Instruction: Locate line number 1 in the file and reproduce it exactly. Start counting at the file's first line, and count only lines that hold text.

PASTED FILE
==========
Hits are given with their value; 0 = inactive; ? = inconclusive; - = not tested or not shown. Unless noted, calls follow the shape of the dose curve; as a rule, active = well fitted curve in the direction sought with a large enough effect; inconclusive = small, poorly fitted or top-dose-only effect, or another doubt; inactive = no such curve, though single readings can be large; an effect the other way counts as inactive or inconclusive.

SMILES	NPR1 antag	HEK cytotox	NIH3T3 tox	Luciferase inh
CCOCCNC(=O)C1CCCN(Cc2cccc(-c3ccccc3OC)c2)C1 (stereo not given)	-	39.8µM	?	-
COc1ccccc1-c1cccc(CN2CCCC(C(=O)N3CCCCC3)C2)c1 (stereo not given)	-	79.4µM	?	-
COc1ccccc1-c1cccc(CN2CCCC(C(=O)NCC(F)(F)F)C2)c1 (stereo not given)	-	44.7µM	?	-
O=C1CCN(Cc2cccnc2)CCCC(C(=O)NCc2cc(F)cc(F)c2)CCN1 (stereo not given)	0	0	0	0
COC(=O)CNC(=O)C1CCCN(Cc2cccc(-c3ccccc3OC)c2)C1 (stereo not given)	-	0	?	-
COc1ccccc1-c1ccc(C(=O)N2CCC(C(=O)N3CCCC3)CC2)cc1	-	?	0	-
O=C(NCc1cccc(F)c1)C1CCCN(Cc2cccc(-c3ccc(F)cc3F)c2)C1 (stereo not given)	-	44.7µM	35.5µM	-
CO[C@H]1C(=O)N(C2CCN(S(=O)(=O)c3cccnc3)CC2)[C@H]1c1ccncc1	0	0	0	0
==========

Hits are given with their value; 0 = inactive; ? = inconclusive; - = not tested or not shown. Unless noted, calls follow the shape of the dose curve; as a rule, active = well fitted curve in the direction sought with a large enough effect; inconclusive = small, poorly fitted or top-dose-only effect, or another doubt; inactive = no such curve, though single readings can be large; an effect the other way counts as inactive or inconclusive.